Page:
And just before I make dinner tonight (it’s Taco Tuesday, observed with zeal Chez Elena) I’ll spoon all the apple butter out into containers to cool.  After dinner they’ll go in the fridge.  (Sadly no one in my family cans, so I’ve never learned how, or I’d see if I could actually preserve this stuff.  I’m in love with my freezer instead, and some of this batch may end up there.  It does freeze pretty well, if you put it in a plastic bag and smush all the air out before you seal it.)

And tomorrow morning, for breakfast, this apple butter will get dolloped onto my oatmeal instead of brown sugar.

Apple Butter Day.  Fall has arrived, and it tastes amazing.

Let Me Tell You a Story #17: The Obligations of Social Media

So, you might remember, I’m on Twitter.  Not that there’s much evidence of that these days.  I started my account, used it consistently for maybe three weeks, then decided Twitter wasn’t really for me and stopped checking it.

I know everyone says that’s where all the authors hang out in the social mediasphere, but I was already familiar with Tumblr before I started my writing journey–I’m much more comfortable there, and I’m sure it shows in the quality of my content, between the two.

I didn’t make any meaningful connections with anyone in my brief Twitter shelf life, I thought.  No one will miss me.

But here’s the thing:  I forgot I entered a contest.  Because, you know, one enters contests without any actual expectation of winning them, right?

Random House hosted a Twitter giveaway for the release of Julia Pierpont’s Among the Ten Thousand Things.  I read the posted excerpt, thought it sounded interesting, and tweeted a quote from it to enter the contest.

And promptly forgot about it.  Like I said, not expecting to win.

That was on August 12.  My last tweet was on Aug 28, and until this week, I didn’t check my Twitter at all.  No one would miss me, right?

So I missed myself winning the giveaway for over a month, until someone from Random House tracked me down on Goodreads this week to leave me a message.  (Which was incredibly surprising and awesome and I thanked her most fervently.)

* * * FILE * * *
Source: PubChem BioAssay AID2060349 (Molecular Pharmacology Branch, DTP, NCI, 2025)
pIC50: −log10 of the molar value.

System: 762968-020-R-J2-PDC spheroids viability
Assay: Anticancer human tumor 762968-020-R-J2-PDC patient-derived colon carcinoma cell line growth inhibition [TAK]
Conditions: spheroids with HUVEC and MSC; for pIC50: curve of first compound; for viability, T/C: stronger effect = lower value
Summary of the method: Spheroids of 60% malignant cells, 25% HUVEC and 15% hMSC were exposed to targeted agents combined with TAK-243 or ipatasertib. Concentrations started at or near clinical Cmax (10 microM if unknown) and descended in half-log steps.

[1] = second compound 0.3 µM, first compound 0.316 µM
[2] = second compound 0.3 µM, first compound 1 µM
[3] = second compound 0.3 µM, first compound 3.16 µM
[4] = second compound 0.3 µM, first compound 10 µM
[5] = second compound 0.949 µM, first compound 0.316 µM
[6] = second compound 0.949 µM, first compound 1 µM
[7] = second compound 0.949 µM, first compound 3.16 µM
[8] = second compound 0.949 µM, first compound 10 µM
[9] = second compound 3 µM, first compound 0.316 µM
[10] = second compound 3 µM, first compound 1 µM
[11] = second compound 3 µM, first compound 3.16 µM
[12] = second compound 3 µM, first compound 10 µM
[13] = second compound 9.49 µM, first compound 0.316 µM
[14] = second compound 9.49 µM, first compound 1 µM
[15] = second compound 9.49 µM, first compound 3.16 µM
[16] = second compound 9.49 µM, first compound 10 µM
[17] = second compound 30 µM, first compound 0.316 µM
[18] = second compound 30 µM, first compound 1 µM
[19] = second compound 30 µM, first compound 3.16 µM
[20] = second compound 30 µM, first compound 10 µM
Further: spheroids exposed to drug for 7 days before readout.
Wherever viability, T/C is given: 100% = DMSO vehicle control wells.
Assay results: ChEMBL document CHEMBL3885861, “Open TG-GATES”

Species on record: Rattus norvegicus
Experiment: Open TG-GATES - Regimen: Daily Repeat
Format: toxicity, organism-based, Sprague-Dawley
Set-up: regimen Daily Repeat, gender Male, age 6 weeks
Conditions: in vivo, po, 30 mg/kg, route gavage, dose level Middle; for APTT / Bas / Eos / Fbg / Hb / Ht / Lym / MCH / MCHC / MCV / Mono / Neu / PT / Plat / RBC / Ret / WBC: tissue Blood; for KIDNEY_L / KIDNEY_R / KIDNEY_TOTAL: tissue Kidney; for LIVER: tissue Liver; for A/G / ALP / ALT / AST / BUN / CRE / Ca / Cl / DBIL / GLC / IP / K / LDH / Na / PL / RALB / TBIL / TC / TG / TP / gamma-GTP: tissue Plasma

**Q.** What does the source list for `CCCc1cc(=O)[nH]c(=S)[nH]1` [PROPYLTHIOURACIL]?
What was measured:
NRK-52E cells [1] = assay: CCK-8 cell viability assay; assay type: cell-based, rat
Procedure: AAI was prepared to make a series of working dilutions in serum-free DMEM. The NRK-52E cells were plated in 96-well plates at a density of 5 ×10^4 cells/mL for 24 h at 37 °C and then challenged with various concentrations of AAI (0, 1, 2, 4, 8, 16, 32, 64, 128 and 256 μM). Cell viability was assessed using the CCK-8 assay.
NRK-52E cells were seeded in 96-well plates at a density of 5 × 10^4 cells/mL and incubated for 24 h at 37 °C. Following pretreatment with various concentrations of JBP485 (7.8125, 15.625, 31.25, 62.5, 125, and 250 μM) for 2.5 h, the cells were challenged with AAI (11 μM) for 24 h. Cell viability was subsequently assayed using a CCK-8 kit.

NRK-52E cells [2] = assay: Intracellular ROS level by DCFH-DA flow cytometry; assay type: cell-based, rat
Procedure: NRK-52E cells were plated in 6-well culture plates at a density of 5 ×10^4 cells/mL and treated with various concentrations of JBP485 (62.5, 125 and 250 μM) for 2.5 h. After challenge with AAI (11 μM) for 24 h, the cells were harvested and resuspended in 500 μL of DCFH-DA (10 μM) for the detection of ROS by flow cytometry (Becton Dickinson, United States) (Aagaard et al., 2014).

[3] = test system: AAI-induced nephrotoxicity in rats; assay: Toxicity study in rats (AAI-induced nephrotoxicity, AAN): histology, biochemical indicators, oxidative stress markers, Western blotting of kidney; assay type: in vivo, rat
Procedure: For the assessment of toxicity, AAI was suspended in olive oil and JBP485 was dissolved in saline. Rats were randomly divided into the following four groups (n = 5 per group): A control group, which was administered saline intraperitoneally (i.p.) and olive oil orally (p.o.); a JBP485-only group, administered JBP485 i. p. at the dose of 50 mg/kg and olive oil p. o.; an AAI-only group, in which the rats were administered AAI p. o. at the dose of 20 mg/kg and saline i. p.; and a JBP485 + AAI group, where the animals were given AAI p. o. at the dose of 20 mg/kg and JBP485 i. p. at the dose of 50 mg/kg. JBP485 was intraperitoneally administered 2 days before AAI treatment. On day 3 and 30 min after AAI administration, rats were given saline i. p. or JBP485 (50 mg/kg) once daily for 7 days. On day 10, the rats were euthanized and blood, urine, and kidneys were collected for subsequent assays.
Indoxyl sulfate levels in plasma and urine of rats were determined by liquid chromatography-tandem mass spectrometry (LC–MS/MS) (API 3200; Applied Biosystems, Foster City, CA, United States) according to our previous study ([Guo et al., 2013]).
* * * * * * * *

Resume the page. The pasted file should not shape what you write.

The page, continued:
But this is where I publicly acknowledge the egg on my face.  It’s warm and wet and embarrassing.  I prostrate myself before the Altar of Books in shame for neglecting an avenue of contact.

Okay?  Good.  Now let’s get to the fun part–the loot.

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First, I saw the tote bag.  A big ole sturdy canvas tote bag, which will become my new I’m-going-to-the-library bag.  (I should have included something for scale–it’s really big.)  Inside, there were books.  Many books.

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The giveaway was a selection of Pierpont’s favorite works–so I shouldn’t necessarily have been surprised by the handwritten notes on each cover, but I was.  I held in some serious levels of squee while reading each one, and now that they’ve been documented for posterity, I’m going to stick them on the inside front covers and keep them.  (This is Virginia Woolf’s To the Lighthouse.)

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The excitement I feel getting these little notes on each book has only strengthened my resolve to do a giveaway myself of signed copies of What We Need to Survive–I just have to work out the logistics.  And, you know, set a release date and all that.  Working on it, I promise.

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This one sounds amazing (Toni Bentley, Winter Season: A Dancer’s Journal) and is going to be the second one I read.  (I’ll get to the first in a bit!)

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I like that there’s a mix of old and new, especially with debut novels.  I’m not necessarily expecting to like everything once I’ve read them all, but I’m really hoping I pick up at least a few authors to follow from this.